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Best Practices for Routine Hydronic System Maintenance

Goodway Technologies, a provider of industrial maintenance solutions, noted that one of the hidden threats facility managers face when overseeing maintenance of a hydronic heating and cooling system is the impact scale has on the bottom line. HVAC systems make up a large portion of annual energy expenses. The presence of scale can cause a surge in energy consumption, shorten the life of the equipment and have a significant impact on operational costs.

Scale is a natural occurrence, so it is not a question of if it will affect a building's HVAC system, but when it will happen. Scale is a type of fouling caused by minerals within a water source that can fall out of suspension and develop an insulation layer on the surfaces on any equipment that utilizes water as a heating or cooling media. Contrary to common belief, water treatment alone will not stop fouling due to scale deposits.

"Imagine wearing a winter jacket on a 90° day and your body trying to get cool. This should help you understand what that insulating scale barrier is doing to your equipment," said Tim Fregeau, Director of Technical Sales and Business Development at Goodway Technologies. "Making an investment in routine maintenance and cleanings will pay off in the long run."

How Does Scale Impact Your Equipment?

Scale can develop on any equipment's internal surfaces that utilize water as a heating or cooling media. Scale acts as an insulation barrier against proper heating or cooling transfer, resulting in a significant loss of efficiency.

Efficiency is the number one priority for most facilities. Even the smallest amount of scale can have a dramatic effect on the efficiency of an HVAC system. For example, once scale forms on boiler surfaces, both fuel and efficiency losses quickly ramp up. According to the Department of Energy, even "normal" scale levels at 1/32" thickness produced by low-pressure applications leads to a two percent fuel loss. Those operating costs will continue to grow if the scale is ignored.

In addition to increased operating costs, scale causes systems to work harder to achieve the level of heating or cooling transfer they require. This causes excess wear and tear on the HVAC system, forcing it to work harder than it needs to complete a normal task. It can also lead to equipment replacement or more expensive repairs, such as under-deposit corrosion that eats into the base of the metal on equipment.

In production environments, like plastic extrusion, scale can cause serious implications. A plastic part manufacturer had scale in an extruder that affected the equipment's ability to provide proper cooling. The result was slower cycle times and an increase in part rejections due to deformities. Because the cooling passages were not free from scale, there was a reduction in parts per hour, which resulted in lower profitability. Utilizing Goodway solutions, the customer was able to quickly return their systems to optimal operating efficiency.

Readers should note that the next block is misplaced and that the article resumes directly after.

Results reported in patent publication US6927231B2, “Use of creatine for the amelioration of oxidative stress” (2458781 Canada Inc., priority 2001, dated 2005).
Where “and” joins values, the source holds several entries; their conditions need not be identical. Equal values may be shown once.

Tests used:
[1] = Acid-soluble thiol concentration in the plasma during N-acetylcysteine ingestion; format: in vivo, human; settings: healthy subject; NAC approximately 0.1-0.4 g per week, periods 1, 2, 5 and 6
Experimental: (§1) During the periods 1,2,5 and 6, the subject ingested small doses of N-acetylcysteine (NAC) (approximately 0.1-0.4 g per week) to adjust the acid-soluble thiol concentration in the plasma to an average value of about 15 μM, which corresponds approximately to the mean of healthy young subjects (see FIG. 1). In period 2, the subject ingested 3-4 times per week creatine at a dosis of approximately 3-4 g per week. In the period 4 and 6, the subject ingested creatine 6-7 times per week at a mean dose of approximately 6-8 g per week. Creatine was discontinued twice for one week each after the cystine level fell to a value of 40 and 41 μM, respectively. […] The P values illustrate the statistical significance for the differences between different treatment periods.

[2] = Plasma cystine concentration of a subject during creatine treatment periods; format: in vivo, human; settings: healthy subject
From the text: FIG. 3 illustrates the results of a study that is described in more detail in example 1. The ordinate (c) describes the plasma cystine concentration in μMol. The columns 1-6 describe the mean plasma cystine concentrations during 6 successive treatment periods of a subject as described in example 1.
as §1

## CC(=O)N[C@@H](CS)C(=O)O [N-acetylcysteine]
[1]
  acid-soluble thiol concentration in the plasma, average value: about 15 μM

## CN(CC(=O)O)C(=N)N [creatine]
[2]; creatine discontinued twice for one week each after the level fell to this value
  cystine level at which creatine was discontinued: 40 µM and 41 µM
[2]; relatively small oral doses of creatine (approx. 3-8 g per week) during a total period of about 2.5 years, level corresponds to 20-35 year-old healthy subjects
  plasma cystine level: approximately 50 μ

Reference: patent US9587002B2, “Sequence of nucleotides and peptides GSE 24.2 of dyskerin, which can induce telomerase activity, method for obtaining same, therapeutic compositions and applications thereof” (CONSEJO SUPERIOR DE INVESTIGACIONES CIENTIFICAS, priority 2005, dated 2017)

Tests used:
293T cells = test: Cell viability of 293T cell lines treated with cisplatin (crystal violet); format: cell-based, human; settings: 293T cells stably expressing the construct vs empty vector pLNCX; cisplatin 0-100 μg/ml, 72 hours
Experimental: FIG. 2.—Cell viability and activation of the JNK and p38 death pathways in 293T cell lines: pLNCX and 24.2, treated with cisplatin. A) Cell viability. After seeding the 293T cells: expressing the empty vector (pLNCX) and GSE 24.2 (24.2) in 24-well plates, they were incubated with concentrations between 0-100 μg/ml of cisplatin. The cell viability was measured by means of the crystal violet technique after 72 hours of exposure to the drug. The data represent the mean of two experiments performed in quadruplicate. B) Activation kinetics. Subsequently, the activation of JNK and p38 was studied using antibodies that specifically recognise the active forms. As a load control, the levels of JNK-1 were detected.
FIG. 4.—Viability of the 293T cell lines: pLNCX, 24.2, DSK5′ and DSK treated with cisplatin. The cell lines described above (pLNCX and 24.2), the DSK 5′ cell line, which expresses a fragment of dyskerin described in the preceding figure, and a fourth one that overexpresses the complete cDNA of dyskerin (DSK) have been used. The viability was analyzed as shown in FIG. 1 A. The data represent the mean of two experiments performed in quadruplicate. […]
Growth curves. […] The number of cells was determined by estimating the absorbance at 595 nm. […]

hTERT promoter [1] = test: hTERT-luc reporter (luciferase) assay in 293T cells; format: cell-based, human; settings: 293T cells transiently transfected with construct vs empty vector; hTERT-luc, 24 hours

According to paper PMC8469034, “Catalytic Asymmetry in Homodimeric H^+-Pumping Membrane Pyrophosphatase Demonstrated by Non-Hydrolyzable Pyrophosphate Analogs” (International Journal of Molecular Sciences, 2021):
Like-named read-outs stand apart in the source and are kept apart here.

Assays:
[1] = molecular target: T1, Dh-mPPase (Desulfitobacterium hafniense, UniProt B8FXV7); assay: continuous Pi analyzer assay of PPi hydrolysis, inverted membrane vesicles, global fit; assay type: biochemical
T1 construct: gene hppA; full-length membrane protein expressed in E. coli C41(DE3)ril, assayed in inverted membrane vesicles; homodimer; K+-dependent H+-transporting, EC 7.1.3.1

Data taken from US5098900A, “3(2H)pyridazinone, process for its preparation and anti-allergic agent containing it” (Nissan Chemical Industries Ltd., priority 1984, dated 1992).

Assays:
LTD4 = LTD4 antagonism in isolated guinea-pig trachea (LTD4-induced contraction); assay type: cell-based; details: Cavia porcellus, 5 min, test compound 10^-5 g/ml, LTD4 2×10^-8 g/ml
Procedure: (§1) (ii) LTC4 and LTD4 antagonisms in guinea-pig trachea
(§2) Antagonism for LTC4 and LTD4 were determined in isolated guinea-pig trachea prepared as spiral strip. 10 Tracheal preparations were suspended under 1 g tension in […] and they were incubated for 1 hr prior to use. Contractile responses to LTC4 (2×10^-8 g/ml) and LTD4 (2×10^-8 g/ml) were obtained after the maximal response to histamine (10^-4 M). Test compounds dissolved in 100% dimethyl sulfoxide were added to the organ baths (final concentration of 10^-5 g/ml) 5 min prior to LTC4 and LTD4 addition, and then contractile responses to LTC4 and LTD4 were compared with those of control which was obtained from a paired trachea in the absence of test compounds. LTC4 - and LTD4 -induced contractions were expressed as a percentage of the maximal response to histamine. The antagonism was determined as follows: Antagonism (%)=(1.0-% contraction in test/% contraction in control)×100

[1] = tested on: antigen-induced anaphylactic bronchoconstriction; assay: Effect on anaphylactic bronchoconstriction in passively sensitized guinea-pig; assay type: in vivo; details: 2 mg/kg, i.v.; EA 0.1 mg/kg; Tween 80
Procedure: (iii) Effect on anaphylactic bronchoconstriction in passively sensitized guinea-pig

Best Practices for Addressing Scale

For those who are responsible for maintaining hydronic systems for heating, cooling or production environments, Goodway offers the following best practices for addressing scale:

  • Consider chemical descaling. Chemical descaling is an effective clean-in-place solution that does not require disassembling equipment. During a chemical cleaning, descaling solutions are circulated through the water passages of equipment. The base ingredients in the chemical descaling solution penetrate the scale deposits and dissolve them into a liquid suspension.
  • Conduct visual inspections. While performing annual maintenance is crucial, it is also beneficial to perform ongoing visual inspections to be on the lookout for any signs of scale.
  • Monitor for evidence-based assessments. Regular monitoring of flue gas temperature can indicate a problem. If the temperature rises when boiler load and excess air are held constant, scale is the likely culprit. Other reasons to consider a chemical clean include one or more system failures due to corrosion, or if you replace a significant amount (more than 10%) of the boiler tubing.
  • Measure the impact. Take the time to evaluate the impact of descaling. Compare energy bills prior to and after the descaling. It is always good to share cost-savings and positive impact on the bottom line, so make sure to highlight your successes in improving efficiencies.

Sometimes scale just is not what it seems. The different types of scale that affect one facility could be completely different from the scale found plaguing equipment in another facility. Scale can include a variety of minerals that require a customized approach to cleaning. A good recommendation is to perform testing to ensure that the descaling solution will effectively remove the scale to eliminate additional costs and resources. Consulting with a professional can help identify the most effective method, product and procedure for removing scale.

Goodway offers free, online descaling calculators that help companies and facility managers see the potential cost savings when using Goodway's scale removal systems and ScaleBreak descaling solutions.

Authored by Goodway Technologies

For more information contact:

Goodway Technologies Corporation

420 West Avenue

Stamford, CT 06902-6384

800-333-7467 / 203-359-4708

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